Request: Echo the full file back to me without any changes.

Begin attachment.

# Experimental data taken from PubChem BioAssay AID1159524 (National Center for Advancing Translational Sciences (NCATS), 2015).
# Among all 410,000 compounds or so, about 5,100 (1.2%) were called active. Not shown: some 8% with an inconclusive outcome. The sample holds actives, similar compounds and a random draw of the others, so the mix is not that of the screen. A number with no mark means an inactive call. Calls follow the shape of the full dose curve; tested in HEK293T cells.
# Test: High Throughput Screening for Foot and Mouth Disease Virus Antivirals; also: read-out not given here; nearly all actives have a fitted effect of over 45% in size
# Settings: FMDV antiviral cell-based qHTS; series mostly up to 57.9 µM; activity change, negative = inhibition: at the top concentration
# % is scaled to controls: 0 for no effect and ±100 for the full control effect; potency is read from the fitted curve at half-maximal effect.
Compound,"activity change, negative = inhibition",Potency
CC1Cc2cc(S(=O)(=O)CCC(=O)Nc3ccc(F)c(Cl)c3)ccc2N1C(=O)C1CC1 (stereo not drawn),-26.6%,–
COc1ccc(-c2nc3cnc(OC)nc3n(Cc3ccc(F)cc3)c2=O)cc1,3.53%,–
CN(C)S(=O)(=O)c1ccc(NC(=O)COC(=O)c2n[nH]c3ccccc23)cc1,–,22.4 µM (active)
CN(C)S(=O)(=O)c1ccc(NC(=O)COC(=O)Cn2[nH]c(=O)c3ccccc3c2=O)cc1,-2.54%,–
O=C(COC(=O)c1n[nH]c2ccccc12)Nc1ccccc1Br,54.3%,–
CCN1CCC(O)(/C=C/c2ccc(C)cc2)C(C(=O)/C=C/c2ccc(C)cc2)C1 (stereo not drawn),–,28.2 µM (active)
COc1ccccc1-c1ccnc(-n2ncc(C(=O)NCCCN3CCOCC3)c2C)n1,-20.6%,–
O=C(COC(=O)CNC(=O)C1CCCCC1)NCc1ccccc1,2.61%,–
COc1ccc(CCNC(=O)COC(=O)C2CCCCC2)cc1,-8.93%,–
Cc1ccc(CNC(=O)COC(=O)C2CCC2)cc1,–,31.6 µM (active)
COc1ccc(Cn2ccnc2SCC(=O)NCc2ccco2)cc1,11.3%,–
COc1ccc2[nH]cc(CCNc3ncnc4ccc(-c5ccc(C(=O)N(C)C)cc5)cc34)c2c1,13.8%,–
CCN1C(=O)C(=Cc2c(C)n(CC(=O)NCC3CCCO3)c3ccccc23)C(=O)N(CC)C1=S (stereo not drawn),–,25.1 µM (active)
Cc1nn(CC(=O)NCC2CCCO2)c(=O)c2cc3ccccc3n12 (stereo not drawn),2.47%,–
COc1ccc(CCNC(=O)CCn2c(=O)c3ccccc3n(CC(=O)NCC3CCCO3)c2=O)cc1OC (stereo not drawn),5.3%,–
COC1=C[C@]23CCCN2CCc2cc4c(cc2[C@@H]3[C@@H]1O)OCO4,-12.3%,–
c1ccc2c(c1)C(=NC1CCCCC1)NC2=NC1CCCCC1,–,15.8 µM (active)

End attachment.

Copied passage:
# Experimental data taken from PubChem BioAssay AID1159524 (National Center for Advancing Translational Sciences (NCATS), 2015).
# Among all 410,000 compounds or so, about 5,100 (1.2%) were called active. Not shown: some 8% with an inconclusive outcome. The sample holds actives, similar compounds and a random draw of the others, so the mix is not that of the screen. A number with no mark means an inactive call. Calls follow the shape of the full dose curve; tested in HEK293T cells.
# Test: High Throughput Screening for Foot and Mouth Disease Virus Antivirals; also: read-out not given here; nearly all actives have a fitted effect of over 45% in size
# Settings: FMDV antiviral cell-based qHTS; series mostly up to 57.9 µM; activity change, negative = inhibition: at the top concentration
# % is scaled to controls: 0 for no effect and ±100 for the full control effect; potency is read from the fitted curve at half-maximal effect.
Compound,"activity change, negative = inhibition",Potency
CC1Cc2cc(S(=O)(=O)CCC(=O)Nc3ccc(F)c(Cl)c3)ccc2N1C(=O)C1CC1 (stereo not drawn),-26.6%,–
COc1ccc(-c2nc3cnc(OC)nc3n(Cc3ccc(F)cc3)c2=O)cc1,3.53%,–
CN(C)S(=O)(=O)c1ccc(NC(=O)COC(=O)c2n[nH]c3ccccc23)cc1,–,22.4 µM (active)
CN(C)S(=O)(=O)c1ccc(NC(=O)COC(=O)Cn2[nH]c(=O)c3ccccc3c2=O)cc1,-2.54%,–
O=C(COC(=O)c1n[nH]c2ccccc12)Nc1ccccc1Br,54.3%,–
CCN1CCC(O)(/C=C/c2ccc(C)cc2)C(C(=O)/C=C/c2ccc(C)cc2)C1 (stereo not drawn),–,28.2 µM (active)
COc1ccccc1-c1ccnc(-n2ncc(C(=O)NCCCN3CCOCC3)c2C)n1,-20.6%,–
O=C(COC(=O)CNC(=O)C1CCCCC1)NCc1ccccc1,2.61%,–
COc1ccc(CCNC(=O)COC(=O)C2CCCCC2)cc1,-8.93%,–
Cc1ccc(CNC(=O)COC(=O)C2CCC2)cc1,–,31.6 µM (active)
COc1ccc(Cn2ccnc2SCC(=O)NCc2ccco2)cc1,11.3%,–
COc1ccc2[nH]cc(CCNc3ncnc4ccc(-c5ccc(C(=O)N(C)C)cc5)cc34)c2c1,13.8%,–
CCN1C(=O)C(=Cc2c(C)n(CC(=O)NCC3CCCO3)c3ccccc23)C(=O)N(CC)C1=S (stereo not drawn),–,25.1 µM (active)
Cc1nn(CC(=O)NCC2CCCO2)c(=O)c2cc3ccccc3n12 (stereo not drawn),2.47%,–
COc1ccc(CCNC(=O)CCn2c(=O)c3ccccc3n(CC(=O)NCC3CCCO3)c2=O)cc1OC (stereo not drawn),5.3%,–
COC1=C[C@]23CCCN2CCc2cc4c(cc2[C@@H]3[C@@H]1O)OCO4,-12.3%,–
c1ccc2c(c1)C(=NC1CCCCC1)NC2=NC1CCCCC1,–,15.8 µM (active)